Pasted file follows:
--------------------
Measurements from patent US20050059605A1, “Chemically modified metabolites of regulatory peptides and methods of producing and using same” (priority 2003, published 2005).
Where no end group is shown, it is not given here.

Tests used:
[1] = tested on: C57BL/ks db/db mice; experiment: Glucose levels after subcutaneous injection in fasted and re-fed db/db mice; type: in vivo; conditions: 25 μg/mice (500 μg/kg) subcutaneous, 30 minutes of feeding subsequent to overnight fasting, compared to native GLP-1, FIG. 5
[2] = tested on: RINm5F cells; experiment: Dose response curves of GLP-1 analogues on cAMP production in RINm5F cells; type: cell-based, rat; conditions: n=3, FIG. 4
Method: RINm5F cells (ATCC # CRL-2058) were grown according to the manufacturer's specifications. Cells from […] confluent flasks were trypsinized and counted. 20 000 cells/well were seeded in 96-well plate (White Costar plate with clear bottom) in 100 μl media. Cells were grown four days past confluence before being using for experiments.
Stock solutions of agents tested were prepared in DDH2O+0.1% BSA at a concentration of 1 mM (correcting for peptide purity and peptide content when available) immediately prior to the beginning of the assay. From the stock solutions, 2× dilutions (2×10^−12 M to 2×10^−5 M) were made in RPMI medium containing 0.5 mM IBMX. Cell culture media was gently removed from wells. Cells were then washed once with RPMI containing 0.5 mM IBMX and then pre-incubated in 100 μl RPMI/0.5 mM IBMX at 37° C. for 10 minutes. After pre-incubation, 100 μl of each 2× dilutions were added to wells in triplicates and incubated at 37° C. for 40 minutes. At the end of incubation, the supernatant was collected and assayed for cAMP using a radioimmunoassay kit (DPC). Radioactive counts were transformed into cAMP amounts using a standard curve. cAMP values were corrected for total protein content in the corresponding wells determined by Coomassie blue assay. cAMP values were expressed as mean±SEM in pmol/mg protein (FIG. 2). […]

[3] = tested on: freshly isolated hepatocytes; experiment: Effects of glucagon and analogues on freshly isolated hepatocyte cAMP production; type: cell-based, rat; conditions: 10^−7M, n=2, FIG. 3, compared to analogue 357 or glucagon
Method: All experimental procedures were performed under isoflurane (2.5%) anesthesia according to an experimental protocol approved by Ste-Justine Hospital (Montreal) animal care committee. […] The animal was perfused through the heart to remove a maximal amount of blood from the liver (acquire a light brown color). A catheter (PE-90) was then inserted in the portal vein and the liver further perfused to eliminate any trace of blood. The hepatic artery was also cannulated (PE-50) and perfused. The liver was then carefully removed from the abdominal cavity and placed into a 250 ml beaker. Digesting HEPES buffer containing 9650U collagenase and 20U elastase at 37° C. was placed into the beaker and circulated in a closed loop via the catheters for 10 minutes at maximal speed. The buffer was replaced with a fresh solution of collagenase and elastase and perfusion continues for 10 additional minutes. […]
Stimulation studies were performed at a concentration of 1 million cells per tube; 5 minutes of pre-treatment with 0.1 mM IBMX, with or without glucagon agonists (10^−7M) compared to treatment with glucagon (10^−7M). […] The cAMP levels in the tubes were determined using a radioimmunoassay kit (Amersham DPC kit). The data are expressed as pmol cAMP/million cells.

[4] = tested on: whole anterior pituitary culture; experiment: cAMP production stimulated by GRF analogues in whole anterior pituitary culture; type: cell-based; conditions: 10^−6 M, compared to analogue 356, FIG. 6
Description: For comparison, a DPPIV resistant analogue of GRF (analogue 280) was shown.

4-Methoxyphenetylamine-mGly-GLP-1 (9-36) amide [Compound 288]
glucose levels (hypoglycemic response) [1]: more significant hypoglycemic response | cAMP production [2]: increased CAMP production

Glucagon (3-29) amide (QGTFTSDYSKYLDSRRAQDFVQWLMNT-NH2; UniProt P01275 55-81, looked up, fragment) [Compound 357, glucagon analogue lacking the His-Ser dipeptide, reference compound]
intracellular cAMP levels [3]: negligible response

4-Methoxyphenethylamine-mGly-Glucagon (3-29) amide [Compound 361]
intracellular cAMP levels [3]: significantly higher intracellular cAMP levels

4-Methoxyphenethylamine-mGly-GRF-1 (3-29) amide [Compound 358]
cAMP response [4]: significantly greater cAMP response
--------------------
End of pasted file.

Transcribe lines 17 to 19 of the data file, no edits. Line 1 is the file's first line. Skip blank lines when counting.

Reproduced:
4-Methoxyphenethylamine-mGly-Glucagon (3-29) amide [Compound 361]
intracellular cAMP levels [3]: significantly higher intracellular cAMP levels

4-Methoxyphenethylamine-mGly-GRF-1 (3-29) amide [Compound 358]